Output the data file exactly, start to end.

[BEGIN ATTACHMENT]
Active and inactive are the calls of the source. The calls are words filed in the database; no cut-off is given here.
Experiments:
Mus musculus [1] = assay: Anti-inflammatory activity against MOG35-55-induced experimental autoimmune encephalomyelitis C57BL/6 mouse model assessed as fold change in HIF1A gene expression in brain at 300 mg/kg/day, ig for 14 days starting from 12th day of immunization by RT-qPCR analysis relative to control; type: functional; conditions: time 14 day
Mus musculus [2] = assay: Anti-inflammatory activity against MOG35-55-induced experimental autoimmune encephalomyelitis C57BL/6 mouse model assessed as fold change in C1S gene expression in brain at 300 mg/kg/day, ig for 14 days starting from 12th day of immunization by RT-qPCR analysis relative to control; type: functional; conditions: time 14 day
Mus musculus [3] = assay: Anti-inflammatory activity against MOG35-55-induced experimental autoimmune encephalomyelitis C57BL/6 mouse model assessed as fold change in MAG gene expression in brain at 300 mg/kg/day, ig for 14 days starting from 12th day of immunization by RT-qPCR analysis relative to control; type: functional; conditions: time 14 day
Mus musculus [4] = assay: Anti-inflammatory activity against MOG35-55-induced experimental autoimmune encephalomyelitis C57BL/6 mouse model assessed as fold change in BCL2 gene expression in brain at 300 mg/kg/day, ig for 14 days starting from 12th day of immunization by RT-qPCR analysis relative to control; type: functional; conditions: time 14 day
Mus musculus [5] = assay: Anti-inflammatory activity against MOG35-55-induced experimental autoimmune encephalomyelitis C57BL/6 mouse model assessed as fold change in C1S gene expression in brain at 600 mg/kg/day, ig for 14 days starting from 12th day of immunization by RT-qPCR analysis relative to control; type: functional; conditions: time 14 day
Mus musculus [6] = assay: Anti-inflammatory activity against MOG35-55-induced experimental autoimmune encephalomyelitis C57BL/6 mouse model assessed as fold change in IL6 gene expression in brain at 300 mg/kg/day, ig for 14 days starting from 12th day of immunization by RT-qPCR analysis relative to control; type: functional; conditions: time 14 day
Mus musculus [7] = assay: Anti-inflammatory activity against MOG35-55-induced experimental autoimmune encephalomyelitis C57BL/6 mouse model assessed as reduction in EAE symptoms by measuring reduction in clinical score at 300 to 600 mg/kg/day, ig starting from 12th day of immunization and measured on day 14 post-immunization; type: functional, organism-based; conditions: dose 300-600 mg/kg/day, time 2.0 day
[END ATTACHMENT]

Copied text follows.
Active and inactive are the calls of the source. The calls are words filed in the database; no cut-off is given here.
Experiments:
Mus musculus [1] = assay: Anti-inflammatory activity against MOG35-55-induced experimental autoimmune encephalomyelitis C57BL/6 mouse model assessed as fold change in HIF1A gene expression in brain at 300 mg/kg/day, ig for 14 days starting from 12th day of immunization by RT-qPCR analysis relative to control; type: functional; conditions: time 14 day
Mus musculus [2] = assay: Anti-inflammatory activity against MOG35-55-induced experimental autoimmune encephalomyelitis C57BL/6 mouse model assessed as fold change in C1S gene expression in brain at 300 mg/kg/day, ig for 14 days starting from 12th day of immunization by RT-qPCR analysis relative to control; type: functional; conditions: time 14 day
Mus musculus [3] = assay: Anti-inflammatory activity against MOG35-55-induced experimental autoimmune encephalomyelitis C57BL/6 mouse model assessed as fold change in MAG gene expression in brain at 300 mg/kg/day, ig for 14 days starting from 12th day of immunization by RT-qPCR analysis relative to control; type: functional; conditions: time 14 day
Mus musculus [4] = assay: Anti-inflammatory activity against MOG35-55-induced experimental autoimmune encephalomyelitis C57BL/6 mouse model assessed as fold change in BCL2 gene expression in brain at 300 mg/kg/day, ig for 14 days starting from 12th day of immunization by RT-qPCR analysis relative to control; type: functional; conditions: time 14 day
Mus musculus [5] = assay: Anti-inflammatory activity against MOG35-55-induced experimental autoimmune encephalomyelitis C57BL/6 mouse model assessed as fold change in C1S gene expression in brain at 600 mg/kg/day, ig for 14 days starting from 12th day of immunization by RT-qPCR analysis relative to control; type: functional; conditions: time 14 day
Mus musculus [6] = assay: Anti-inflammatory activity against MOG35-55-induced experimental autoimmune encephalomyelitis C57BL/6 mouse model assessed as fold change in IL6 gene expression in brain at 300 mg/kg/day, ig for 14 days starting from 12th day of immunization by RT-qPCR analysis relative to control; type: functional; conditions: time 14 day
Mus musculus [7] = assay: Anti-inflammatory activity against MOG35-55-induced experimental autoimmune encephalomyelitis C57BL/6 mouse model assessed as reduction in EAE symptoms by measuring reduction in clinical score at 300 to 600 mg/kg/day, ig starting from 12th day of immunization and measured on day 14 post-immunization; type: functional, organism-based; conditions: dose 300-600 mg/kg/day, time 2.0 day